Determine how disruption of Tm5NM1 leads to programed cell death

Determine how disruption of Tm5NM1 leads to programed cell death

Institute: University of NSW
Recipient: Professor Peter Gunning
Funding: $450,000 July 2010 to June 2015

The actin cytoskeleton, due to its role in tumour cell survival, is a highly desirable chemotherapeutic target, yet attempts to exploit it have been unsuccessful due to respiratory and cardiotoxicity.

The Gunning laboratory team want to determine how the disruption of Tm5NM1 containing actin filaments leads to programed cell death in tumour cells.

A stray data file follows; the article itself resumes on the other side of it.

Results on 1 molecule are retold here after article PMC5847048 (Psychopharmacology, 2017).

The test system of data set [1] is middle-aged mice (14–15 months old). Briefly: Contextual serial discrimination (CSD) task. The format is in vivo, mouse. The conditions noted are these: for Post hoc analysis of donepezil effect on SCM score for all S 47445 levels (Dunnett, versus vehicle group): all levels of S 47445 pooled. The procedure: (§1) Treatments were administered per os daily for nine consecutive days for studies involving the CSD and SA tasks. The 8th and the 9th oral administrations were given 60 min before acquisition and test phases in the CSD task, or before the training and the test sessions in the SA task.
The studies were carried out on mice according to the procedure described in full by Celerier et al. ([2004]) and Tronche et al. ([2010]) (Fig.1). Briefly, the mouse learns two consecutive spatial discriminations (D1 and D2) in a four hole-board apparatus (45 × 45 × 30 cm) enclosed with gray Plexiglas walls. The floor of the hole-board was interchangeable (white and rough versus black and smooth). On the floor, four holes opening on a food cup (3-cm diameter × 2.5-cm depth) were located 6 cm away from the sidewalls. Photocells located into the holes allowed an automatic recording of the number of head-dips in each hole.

To date, the Gunning group have shown that tropomyosin is an integral component of the actin cytoskeleton and defines functionally distinct populations of actin filaments in non-muscle cells. Further to this, tumour cells express a specific repertoire of tropomyosins relying predominantly on the low molecular weight cytoskeletal tropomyosin, Tm5NM1.
 
The aim of this project is to characterise the mechanism by which disruption of the actin cytoskeleton by the group’s lead anti-tropomyosin compound, TR100, in neuroblastoma cells instigates cell death. Understanding this will provide insight into further points of vulnerability in this biological system leading to the potential for developing new anti-cancer targets.
 
Further, targeting anti-tropomyosin compounds in combination with existing chemotherapeutics may show to improve tumour sensitivity and when translated to the clinic reduce toxicity.